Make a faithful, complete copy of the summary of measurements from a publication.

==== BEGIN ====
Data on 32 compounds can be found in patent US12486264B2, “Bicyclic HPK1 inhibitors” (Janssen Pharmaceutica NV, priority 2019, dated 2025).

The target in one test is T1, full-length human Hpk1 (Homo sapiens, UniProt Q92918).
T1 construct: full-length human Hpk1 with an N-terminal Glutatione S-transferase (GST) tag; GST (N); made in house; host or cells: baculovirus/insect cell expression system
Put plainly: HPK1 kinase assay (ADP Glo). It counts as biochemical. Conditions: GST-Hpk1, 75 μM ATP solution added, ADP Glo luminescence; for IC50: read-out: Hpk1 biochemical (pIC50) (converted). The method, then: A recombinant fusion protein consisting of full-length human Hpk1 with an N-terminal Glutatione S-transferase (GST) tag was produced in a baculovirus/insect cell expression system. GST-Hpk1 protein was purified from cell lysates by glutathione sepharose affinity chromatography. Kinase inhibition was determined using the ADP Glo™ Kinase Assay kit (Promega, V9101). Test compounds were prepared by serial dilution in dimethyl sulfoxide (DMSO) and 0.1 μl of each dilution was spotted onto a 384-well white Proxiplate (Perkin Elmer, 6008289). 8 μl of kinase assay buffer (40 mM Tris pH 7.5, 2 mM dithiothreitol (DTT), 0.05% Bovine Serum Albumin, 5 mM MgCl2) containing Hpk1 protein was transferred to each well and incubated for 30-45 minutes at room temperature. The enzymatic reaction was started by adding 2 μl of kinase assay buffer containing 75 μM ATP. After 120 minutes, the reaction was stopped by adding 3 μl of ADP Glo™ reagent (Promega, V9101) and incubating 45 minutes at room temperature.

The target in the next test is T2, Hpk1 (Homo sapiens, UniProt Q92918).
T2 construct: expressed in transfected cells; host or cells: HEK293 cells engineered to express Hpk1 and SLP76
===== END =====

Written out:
Data on 32 compounds can be found in patent US12486264B2, “Bicyclic HPK1 inhibitors” (Janssen Pharmaceutica NV, priority 2019, dated 2025).

The target in one test is T1, full-length human Hpk1 (Homo sapiens, UniProt Q92918).
T1 construct: full-length human Hpk1 with an N-terminal Glutatione S-transferase (GST) tag; GST (N); made in house; host or cells: baculovirus/insect cell expression system
Put plainly: HPK1 kinase assay (ADP Glo). It counts as biochemical. Conditions: GST-Hpk1, 75 μM ATP solution added, ADP Glo luminescence; for IC50: read-out: Hpk1 biochemical (pIC50) (converted). The method, then: A recombinant fusion protein consisting of full-length human Hpk1 with an N-terminal Glutatione S-transferase (GST) tag was produced in a baculovirus/insect cell expression system. GST-Hpk1 protein was purified from cell lysates by glutathione sepharose affinity chromatography. Kinase inhibition was determined using the ADP Glo™ Kinase Assay kit (Promega, V9101). Test compounds were prepared by serial dilution in dimethyl sulfoxide (DMSO) and 0.1 μl of each dilution was spotted onto a 384-well white Proxiplate (Perkin Elmer, 6008289). 8 μl of kinase assay buffer (40 mM Tris pH 7.5, 2 mM dithiothreitol (DTT), 0.05% Bovine Serum Albumin, 5 mM MgCl2) containing Hpk1 protein was transferred to each well and incubated for 30-45 minutes at room temperature. The enzymatic reaction was started by adding 2 μl of kinase assay buffer containing 75 μM ATP. After 120 minutes, the reaction was stopped by adding 3 μl of ADP Glo™ reagent (Promega, V9101) and incubating 45 minutes at room temperature.

The target in the next test is T2, Hpk1 (Homo sapiens, UniProt Q92918).
T2 construct: expressed in transfected cells; host or cells: HEK293 cells engineered to express Hpk1 and SLP76